When you’re involved in the search process for a new home, you’re typically on the lookout for new listings. Occasionally, when you’re driving through a neighborhood or down an unfamiliar street, you’ll see a big red yard sign with white lettering that reads, “For Sale By Owner.”
Abbreviated to FSBO, these properties can be tempting. After all, who doesn’t want to save a bit of money and cut out some of the complications that are inevitable factors when a seller’s agent is involved?
Before you start writing a check, there are some things you need to know.
Here’s What You Need to Know
According to this infographic by Keller Williams Realty, the percent of home sale that are FSBO has declined over the years. In 2001, FSBO transactions accounted for 13 percent of all home sales across the nation. Last year, they accounted for just 8 percent.
That doesn’t mean you can’t find a FSBO property in your area, but it does mean you’ll need to be smart about how you proceed when you discover one. Now that that’s been said, here are a few tips.
1. Get Pre-Approved
Unless you’re planning on buying the property with cash, you’ll need to get pre-approved before the search process begins. Although pre-approval doesn’t mean you’ll definitely be approved, it definitely increases the odds and ensures you aren’t wasting your time.
More important, it puts the sellers at ease. Most sellers’ agents will ask for a copy of the pre-approval letter, and a savvy FSBO owner will too.
2. You’ll Have to Negotiate (a Lot)
In most FSBO situations, the seller overprices the property and asks for too much. However, as the Keller Williams Realty infographic shows, on average, FSBO properties also end up selling for just 80 percent of what comparable agent-represented properties go for.
So a lot happens between the listing price and the selling price … and it’s not all comfortable. “FSBO owners have a reputation among agents for being tight with a buck: They’re generally trying to sell a home themselves to avoid paying commission fees to a real-estate broker,” Penny Doherty writes for The Wall Street Journal.
“Further, they may have an emotional and personal attachment to their property. They can take it personally when buyers or their agents want to negotiate.”
The thing is, no matter how uncomfortable it may be, you have to negotiate and pull the price down. Otherwise, you probably won’t end up getting a good deal.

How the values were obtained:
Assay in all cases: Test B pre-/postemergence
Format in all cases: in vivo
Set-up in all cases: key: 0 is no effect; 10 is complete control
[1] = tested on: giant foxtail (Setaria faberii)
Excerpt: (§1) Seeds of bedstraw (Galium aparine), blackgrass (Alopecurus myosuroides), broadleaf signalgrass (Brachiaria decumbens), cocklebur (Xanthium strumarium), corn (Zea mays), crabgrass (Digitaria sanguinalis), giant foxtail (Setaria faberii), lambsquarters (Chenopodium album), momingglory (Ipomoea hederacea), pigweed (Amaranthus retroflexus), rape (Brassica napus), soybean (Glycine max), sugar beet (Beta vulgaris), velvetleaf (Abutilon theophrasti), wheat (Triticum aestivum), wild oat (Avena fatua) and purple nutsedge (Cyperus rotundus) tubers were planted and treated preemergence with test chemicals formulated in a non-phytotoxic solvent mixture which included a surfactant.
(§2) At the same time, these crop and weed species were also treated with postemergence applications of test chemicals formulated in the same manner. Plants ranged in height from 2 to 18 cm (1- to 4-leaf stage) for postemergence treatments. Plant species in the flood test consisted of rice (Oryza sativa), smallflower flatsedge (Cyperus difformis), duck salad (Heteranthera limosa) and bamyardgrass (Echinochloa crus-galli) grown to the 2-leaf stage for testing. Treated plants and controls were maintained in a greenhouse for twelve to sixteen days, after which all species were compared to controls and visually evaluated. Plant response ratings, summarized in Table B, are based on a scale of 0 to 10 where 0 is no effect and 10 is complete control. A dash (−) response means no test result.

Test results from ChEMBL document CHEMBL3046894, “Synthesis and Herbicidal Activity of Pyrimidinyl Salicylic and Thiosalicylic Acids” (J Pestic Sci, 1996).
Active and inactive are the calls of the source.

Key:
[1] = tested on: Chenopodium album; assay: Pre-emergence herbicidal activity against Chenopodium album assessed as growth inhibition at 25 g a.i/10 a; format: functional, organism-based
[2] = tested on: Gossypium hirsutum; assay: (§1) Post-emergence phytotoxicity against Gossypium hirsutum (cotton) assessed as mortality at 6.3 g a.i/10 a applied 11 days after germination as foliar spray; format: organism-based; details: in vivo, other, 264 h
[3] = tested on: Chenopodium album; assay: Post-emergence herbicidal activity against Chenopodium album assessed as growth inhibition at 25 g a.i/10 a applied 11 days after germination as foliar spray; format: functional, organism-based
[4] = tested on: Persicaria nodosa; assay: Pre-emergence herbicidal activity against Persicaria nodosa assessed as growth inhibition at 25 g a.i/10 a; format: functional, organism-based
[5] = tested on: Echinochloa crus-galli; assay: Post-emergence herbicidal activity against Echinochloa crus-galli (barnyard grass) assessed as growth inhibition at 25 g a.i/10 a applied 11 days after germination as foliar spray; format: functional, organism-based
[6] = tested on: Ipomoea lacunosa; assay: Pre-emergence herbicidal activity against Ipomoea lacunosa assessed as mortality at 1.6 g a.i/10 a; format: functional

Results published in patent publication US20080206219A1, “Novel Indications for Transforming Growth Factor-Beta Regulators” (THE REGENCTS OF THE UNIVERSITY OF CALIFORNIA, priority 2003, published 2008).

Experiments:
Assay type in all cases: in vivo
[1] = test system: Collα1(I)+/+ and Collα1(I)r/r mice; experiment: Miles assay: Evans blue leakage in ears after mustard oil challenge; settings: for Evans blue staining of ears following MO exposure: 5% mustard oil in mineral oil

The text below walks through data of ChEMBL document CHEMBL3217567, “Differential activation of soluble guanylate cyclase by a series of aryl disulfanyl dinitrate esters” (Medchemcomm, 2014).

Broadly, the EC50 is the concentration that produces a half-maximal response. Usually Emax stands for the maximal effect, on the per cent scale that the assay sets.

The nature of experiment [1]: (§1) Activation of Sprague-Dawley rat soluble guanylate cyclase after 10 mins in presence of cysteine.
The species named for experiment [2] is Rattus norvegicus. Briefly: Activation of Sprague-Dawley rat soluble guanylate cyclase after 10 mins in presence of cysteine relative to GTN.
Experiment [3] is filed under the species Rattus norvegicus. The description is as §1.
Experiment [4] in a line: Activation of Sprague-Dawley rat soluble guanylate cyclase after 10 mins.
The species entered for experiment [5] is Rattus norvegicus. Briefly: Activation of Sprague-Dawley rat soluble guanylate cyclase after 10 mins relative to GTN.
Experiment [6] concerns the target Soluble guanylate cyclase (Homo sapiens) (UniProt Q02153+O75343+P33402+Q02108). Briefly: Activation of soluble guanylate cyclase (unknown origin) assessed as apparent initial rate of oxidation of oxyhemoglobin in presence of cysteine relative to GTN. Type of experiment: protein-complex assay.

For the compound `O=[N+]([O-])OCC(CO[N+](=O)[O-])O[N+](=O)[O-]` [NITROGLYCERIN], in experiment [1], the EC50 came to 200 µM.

3. Ask the “Why” Questions
Every good negotiator knows that you have more leverage when you understand the other party’s motivation for making certain choices. In the case of a FSBO deal, you need to find out why the owner is selling his or her home.
Though you can always ask the question directly, you might not get the best answer that way. Instead, try digging around a bit. Ask the owner-seller how long they’ve been in the region, whether they plan on staying in the area, if they have a family, etc.
Questions like these open up the conversation and give you a better idea of who the seller is. For example, if you learn that the seller has been in the area for 20 years, but his mother — who lives on the other side of the country — just recently got sick and needs to be cared for, then it’s a pretty sure bet he’s highly motivated.
On the other hand, if the seller has simply been in the home for 10 years and is thinking about moving mostly just for the sake of change (and the wife and kids aren’t thrilled about it), you probably don’t have as much leverage.
You don’t know until you start prying.
4. Never Take the Seller’s Word for It
One of the biggest problems with buying FSBO properties is that sellers aren’t always as forthcoming or honest as they should be. It’s not uncommon for an owner/seller to disguise problems or fail to disclose issues. Thankfully, there are two specific things you can do to protect yourself.
First, you should request a Comprehensive Loss Underwriting Exchange, or C.L.U.E., report. This report, which can only be pulled with the permission of the owner, will give you a five-year history of any insurance claims that have been filed on the property.
It costs just $20 and you can offer to pay for it. Not only does a C.L.U.E. report tell you if there have been previous issues (and what risks may lurk in the shadows), but it also provides a pretty good alert to the potential for higher insurance rates.
The second thing you need to do, should you decide to make an offer on the property, is pay for a full-service inspection. The current homeowner may fail to reveal problems, or might possibly even be unaware that any exist. An inspector will give you peace of mind.
5. Be Wary of Commission Problems
As stated earlier, FSBO sellers tend to be penny pinchers. Saving money is really the only reason an owner would sell a property without the services of a licensed agent.
But you need to make sure this doesn’t come back to bite you at the closing table. Assuming you’re using a buyer’s agent to represent you, it’s imperative that you discuss commission early in the process.
It’s not uncommon for a seller to refuse to pay the buyer’s agent a commission, which leaves you on the hook. Talk about commission in advance and make sure your agent will be properly compensated.
Otherwise, you risk having the deal fall apart at the closing table.
Contact Green Residential Today
At Green Residential, real estate is what we do. Whether it’s property management or home sales, we can help you with whatever needs you may have. And if you end up buying a home, we’d love to help you sell your current one.